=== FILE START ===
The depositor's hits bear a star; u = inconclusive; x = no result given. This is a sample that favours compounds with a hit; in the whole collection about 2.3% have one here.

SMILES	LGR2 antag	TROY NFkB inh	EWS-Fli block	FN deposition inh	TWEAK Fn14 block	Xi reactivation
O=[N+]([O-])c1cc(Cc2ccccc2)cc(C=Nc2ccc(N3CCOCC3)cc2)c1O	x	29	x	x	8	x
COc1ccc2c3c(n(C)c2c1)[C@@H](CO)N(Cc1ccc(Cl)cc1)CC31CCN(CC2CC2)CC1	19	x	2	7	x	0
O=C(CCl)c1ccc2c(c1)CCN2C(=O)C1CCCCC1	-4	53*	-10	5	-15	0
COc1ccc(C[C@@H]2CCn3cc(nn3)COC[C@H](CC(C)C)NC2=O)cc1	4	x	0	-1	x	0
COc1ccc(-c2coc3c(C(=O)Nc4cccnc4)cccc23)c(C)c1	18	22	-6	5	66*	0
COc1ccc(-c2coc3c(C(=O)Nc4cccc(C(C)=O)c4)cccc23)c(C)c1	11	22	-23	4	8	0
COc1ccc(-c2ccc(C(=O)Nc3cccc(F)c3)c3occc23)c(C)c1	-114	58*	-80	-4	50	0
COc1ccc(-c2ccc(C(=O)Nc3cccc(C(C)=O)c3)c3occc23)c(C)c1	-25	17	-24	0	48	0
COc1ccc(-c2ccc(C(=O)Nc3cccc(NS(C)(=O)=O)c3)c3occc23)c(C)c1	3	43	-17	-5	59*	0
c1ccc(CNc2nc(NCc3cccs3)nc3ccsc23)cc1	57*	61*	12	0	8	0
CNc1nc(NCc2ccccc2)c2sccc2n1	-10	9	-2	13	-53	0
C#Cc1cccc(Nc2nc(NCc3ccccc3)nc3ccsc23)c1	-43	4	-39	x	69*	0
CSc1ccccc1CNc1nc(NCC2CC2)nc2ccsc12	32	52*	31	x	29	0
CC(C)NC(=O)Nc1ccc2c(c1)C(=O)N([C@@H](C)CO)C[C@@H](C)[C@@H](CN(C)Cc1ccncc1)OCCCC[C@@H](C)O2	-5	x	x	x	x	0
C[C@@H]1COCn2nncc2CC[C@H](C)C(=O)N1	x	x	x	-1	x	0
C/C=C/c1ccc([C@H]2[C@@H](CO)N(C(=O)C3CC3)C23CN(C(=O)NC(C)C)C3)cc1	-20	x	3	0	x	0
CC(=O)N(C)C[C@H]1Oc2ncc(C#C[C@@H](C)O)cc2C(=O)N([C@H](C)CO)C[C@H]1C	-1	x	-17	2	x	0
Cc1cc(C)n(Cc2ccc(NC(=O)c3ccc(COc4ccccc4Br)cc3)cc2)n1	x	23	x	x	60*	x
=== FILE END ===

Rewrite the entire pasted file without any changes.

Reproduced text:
The depositor's hits bear a star; u = inconclusive; x = no result given. This is a sample that favours compounds with a hit; in the whole collection about 2.3% have one here.

SMILES	LGR2 antag	TROY NFkB inh	EWS-Fli block	FN deposition inh	TWEAK Fn14 block	Xi reactivation
O=[N+]([O-])c1cc(Cc2ccccc2)cc(C=Nc2ccc(N3CCOCC3)cc2)c1O	x	29	x	x	8	x
COc1ccc2c3c(n(C)c2c1)[C@@H](CO)N(Cc1ccc(Cl)cc1)CC31CCN(CC2CC2)CC1	19	x	2	7	x	0
O=C(CCl)c1ccc2c(c1)CCN2C(=O)C1CCCCC1	-4	53*	-10	5	-15	0
COc1ccc(C[C@@H]2CCn3cc(nn3)COC[C@H](CC(C)C)NC2=O)cc1	4	x	0	-1	x	0
COc1ccc(-c2coc3c(C(=O)Nc4cccnc4)cccc23)c(C)c1	18	22	-6	5	66*	0
COc1ccc(-c2coc3c(C(=O)Nc4cccc(C(C)=O)c4)cccc23)c(C)c1	11	22	-23	4	8	0
COc1ccc(-c2ccc(C(=O)Nc3cccc(F)c3)c3occc23)c(C)c1	-114	58*	-80	-4	50	0
COc1ccc(-c2ccc(C(=O)Nc3cccc(C(C)=O)c3)c3occc23)c(C)c1	-25	17	-24	0	48	0
COc1ccc(-c2ccc(C(=O)Nc3cccc(NS(C)(=O)=O)c3)c3occc23)c(C)c1	3	43	-17	-5	59*	0
c1ccc(CNc2nc(NCc3cccs3)nc3ccsc23)cc1	57*	61*	12	0	8	0
CNc1nc(NCc2ccccc2)c2sccc2n1	-10	9	-2	13	-53	0
C#Cc1cccc(Nc2nc(NCc3ccccc3)nc3ccsc23)c1	-43	4	-39	x	69*	0
CSc1ccccc1CNc1nc(NCC2CC2)nc2ccsc12	32	52*	31	x	29	0
CC(C)NC(=O)Nc1ccc2c(c1)C(=O)N([C@@H](C)CO)C[C@@H](C)[C@@H](CN(C)Cc1ccncc1)OCCCC[C@@H](C)O2	-5	x	x	x	x	0
C[C@@H]1COCn2nncc2CC[C@H](C)C(=O)N1	x	x	x	-1	x	0
C/C=C/c1ccc([C@H]2[C@@H](CO)N(C(=O)C3CC3)C23CN(C(=O)NC(C)C)C3)cc1	-20	x	3	0	x	0
CC(=O)N(C)C[C@H]1Oc2ncc(C#C[C@@H](C)O)cc2C(=O)N([C@H](C)CO)C[C@H]1C	-1	x	-17	2	x	0
Cc1cc(C)n(Cc2ccc(NC(=O)c3ccc(COc4ccccc4Br)cc3)cc2)n1	x	23	x	x	60*	x